As the world steps into 2023, the Ukraine war also enters another year. But this is not the only conflict that has been extended, several other wars that predate the Russian invasion, continue
2022 witnessed the war that shook up the global order. For months, Russia had been amassing troops at its border with Ukraine. Yet a full-scale war seemed unimaginable but all that changed on 24 February when Russia invaded its neighbour.
As the world steps into 2023, the war also enters another year.
But the Ukraine war isn’t the only conflict that has been extended, several other wars that predate the Russian invasion, go on.
Peace continues to elude Yemen and Ethiopia’s Tigray. At the same time, there are fears of widespread violence in Pakistan which is set to hold general elections this year.
Every year, the not-for-profit Crisis Group curates a list of 10 conflicts to watch. Here’s a look at the rankings by the Crisis Group with additional analysis by Firstpost.
Global attention continues to remain on the Russia-Ukraine war which took another turn on 2 January 2023 when Several Russian troops were killed in a Ukrainian airstrike on a camp in the Moscow-controlled Donetsk region.
In a rare admission, Kremlin said that 63 of its personnel were killed in the strike while Kyiv claimed the death toll to be at around 400.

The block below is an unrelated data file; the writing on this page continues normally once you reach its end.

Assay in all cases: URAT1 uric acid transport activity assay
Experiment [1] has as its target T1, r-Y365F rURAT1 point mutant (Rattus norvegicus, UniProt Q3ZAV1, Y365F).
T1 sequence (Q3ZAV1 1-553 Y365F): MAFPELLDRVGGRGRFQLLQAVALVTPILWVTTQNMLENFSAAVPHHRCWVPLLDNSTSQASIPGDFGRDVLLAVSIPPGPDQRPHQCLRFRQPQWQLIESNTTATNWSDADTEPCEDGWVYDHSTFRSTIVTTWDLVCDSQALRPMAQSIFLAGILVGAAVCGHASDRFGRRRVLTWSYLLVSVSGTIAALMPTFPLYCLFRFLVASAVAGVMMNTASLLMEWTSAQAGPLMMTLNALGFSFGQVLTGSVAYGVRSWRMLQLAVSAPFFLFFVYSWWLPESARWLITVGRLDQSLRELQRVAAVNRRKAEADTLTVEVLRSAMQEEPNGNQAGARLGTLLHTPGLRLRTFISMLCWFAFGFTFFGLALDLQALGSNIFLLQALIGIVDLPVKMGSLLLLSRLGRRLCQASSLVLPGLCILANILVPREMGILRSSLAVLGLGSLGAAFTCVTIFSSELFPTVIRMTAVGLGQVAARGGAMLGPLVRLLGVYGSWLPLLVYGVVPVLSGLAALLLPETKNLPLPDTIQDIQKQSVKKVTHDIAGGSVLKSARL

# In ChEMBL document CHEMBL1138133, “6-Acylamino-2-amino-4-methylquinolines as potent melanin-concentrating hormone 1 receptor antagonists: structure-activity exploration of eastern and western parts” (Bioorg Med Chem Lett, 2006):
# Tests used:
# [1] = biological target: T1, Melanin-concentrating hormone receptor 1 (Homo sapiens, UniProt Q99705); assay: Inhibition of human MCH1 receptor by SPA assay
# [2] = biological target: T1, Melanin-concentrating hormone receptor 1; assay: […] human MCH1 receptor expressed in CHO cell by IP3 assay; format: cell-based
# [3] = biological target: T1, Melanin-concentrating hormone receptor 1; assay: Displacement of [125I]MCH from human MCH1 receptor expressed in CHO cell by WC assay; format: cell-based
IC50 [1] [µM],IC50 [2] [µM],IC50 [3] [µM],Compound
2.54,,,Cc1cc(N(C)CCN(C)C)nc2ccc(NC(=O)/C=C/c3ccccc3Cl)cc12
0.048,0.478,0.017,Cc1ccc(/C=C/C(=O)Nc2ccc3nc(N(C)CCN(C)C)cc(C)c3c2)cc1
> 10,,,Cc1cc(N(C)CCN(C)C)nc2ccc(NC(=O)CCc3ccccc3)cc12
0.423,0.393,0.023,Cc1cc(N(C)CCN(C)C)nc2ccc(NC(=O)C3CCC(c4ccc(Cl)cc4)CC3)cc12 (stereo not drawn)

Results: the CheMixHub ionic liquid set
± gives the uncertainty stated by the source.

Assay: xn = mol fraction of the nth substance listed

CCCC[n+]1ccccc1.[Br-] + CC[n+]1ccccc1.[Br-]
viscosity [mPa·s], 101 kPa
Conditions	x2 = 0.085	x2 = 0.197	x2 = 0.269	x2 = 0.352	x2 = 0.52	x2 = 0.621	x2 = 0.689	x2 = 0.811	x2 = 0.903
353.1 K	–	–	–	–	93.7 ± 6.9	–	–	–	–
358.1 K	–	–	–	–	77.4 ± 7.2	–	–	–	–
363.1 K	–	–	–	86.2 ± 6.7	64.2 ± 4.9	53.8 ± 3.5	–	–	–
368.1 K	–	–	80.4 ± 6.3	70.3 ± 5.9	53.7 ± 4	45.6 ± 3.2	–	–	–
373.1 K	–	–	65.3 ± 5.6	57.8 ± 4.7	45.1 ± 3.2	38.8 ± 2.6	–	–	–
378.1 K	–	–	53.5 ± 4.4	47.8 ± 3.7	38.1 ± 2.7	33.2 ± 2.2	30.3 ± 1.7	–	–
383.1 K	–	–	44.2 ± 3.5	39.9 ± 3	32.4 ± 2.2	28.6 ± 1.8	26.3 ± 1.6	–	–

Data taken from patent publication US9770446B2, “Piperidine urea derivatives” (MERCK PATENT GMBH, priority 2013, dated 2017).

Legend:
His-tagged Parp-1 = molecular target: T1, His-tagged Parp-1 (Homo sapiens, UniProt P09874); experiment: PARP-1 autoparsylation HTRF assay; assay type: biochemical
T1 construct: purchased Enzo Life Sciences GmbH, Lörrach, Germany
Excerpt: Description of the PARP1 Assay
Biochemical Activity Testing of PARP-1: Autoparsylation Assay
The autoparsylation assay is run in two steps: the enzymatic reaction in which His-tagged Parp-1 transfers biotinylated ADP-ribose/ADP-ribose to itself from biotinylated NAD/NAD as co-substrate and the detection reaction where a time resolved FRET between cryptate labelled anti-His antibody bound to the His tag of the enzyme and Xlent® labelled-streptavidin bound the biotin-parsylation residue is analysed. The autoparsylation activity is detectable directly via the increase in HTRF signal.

Notably, Russia said that Ukraine used US-supplied HIMARS rocket launchers in the attack. Kremlin has been accusing Washington and NATO of direct involvement in the war.
According to Ukrainian president Volodymyr Zelenskyy, Moscow is preparing to ramp up its attack on Ukraine using Iranian-made exploding drones.
Though Russia has cut down on the rhetoric of using nuclear weapons against its non-nuclear armed neighbour, experts warn that it’s still too early to rule out anything.
With no serious attempts at peace, the war is likely to continue with its consequences being felt across the world be it financially or diplomatically.
Russia and Ukraine aren’t the only former Soviet nations at war. The re-escalation of tensions between Armenia and Azerbaijan can be described as a fallout of an extended Ukraine war.
In 2020, Armenia and Azerbaijan went to war over the disputed Nagorno-Karabakh enclave.
The conflict, which international observers say was triggered, by Azerbaijan saw Armenia cede most of the territories it held since the 1990s to Baku.